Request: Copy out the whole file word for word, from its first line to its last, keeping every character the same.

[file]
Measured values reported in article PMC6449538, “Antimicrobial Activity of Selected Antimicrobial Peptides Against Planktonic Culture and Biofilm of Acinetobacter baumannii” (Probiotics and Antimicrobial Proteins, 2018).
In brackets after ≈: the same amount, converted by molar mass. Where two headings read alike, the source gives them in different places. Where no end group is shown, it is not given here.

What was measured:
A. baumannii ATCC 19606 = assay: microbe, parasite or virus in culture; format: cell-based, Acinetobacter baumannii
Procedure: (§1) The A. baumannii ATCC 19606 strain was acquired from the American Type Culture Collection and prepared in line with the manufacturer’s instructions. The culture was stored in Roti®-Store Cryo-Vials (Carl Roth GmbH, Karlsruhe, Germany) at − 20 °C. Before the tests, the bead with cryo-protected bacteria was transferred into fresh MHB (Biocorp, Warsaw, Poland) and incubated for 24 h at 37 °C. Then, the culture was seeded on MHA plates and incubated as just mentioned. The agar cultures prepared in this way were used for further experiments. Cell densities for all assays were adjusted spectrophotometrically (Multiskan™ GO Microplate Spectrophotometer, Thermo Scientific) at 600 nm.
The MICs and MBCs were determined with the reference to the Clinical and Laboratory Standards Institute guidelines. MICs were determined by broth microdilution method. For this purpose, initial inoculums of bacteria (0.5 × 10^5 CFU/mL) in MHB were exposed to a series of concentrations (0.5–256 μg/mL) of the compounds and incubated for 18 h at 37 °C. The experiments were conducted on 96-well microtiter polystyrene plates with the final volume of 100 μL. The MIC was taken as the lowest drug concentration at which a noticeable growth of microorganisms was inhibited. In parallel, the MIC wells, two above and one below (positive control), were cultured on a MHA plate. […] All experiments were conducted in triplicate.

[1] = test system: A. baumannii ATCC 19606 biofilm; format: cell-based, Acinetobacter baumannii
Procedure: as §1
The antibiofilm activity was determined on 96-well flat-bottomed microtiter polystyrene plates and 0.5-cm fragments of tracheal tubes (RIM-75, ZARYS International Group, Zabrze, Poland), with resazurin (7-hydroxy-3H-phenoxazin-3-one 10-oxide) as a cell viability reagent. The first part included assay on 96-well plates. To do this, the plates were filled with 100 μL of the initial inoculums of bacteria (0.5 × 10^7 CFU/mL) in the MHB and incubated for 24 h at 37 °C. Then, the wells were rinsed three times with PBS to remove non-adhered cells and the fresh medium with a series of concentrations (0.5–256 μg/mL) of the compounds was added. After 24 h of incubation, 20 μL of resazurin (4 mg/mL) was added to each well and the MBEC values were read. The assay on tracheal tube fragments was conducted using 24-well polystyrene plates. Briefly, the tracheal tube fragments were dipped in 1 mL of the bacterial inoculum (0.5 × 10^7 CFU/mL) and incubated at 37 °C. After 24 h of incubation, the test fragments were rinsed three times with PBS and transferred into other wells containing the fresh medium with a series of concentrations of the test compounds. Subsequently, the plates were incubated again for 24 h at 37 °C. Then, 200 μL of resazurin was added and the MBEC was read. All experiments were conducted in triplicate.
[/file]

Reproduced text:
Measured values reported in article PMC6449538, “Antimicrobial Activity of Selected Antimicrobial Peptides Against Planktonic Culture and Biofilm of Acinetobacter baumannii” (Probiotics and Antimicrobial Proteins, 2018).
In brackets after ≈: the same amount, converted by molar mass. Where two headings read alike, the source gives them in different places. Where no end group is shown, it is not given here.

What was measured:
A. baumannii ATCC 19606 = assay: microbe, parasite or virus in culture; format: cell-based, Acinetobacter baumannii
Procedure: (§1) The A. baumannii ATCC 19606 strain was acquired from the American Type Culture Collection and prepared in line with the manufacturer’s instructions. The culture was stored in Roti®-Store Cryo-Vials (Carl Roth GmbH, Karlsruhe, Germany) at − 20 °C. Before the tests, the bead with cryo-protected bacteria was transferred into fresh MHB (Biocorp, Warsaw, Poland) and incubated for 24 h at 37 °C. Then, the culture was seeded on MHA plates and incubated as just mentioned. The agar cultures prepared in this way were used for further experiments. Cell densities for all assays were adjusted spectrophotometrically (Multiskan™ GO Microplate Spectrophotometer, Thermo Scientific) at 600 nm.
The MICs and MBCs were determined with the reference to the Clinical and Laboratory Standards Institute guidelines. MICs were determined by broth microdilution method. For this purpose, initial inoculums of bacteria (0.5 × 10^5 CFU/mL) in MHB were exposed to a series of concentrations (0.5–256 μg/mL) of the compounds and incubated for 18 h at 37 °C. The experiments were conducted on 96-well microtiter polystyrene plates with the final volume of 100 μL. The MIC was taken as the lowest drug concentration at which a noticeable growth of microorganisms was inhibited. In parallel, the MIC wells, two above and one below (positive control), were cultured on a MHA plate. […] All experiments were conducted in triplicate.

[1] = test system: A. baumannii ATCC 19606 biofilm; format: cell-based, Acinetobacter baumannii
Procedure: as §1
The antibiofilm activity was determined on 96-well flat-bottomed microtiter polystyrene plates and 0.5-cm fragments of tracheal tubes (RIM-75, ZARYS International Group, Zabrze, Poland), with resazurin (7-hydroxy-3H-phenoxazin-3-one 10-oxide) as a cell viability reagent. The first part included assay on 96-well plates. To do this, the plates were filled with 100 μL of the initial inoculums of bacteria (0.5 × 10^7 CFU/mL) in the MHB and incubated for 24 h at 37 °C. Then, the wells were rinsed three times with PBS to remove non-adhered cells and the fresh medium with a series of concentrations (0.5–256 μg/mL) of the compounds was added. After 24 h of incubation, 20 μL of resazurin (4 mg/mL) was added to each well and the MBEC values were read. The assay on tracheal tube fragments was conducted using 24-well polystyrene plates. Briefly, the tracheal tube fragments were dipped in 1 mL of the bacterial inoculum (0.5 × 10^7 CFU/mL) and incubated at 37 °C. After 24 h of incubation, the test fragments were rinsed three times with PBS and transferred into other wells containing the fresh medium with a series of concentrations of the test compounds. Subsequently, the plates were incubated again for 24 h at 37 °C. Then, 200 μL of resazurin was added and the MBEC was read. All experiments were conducted in triplicate.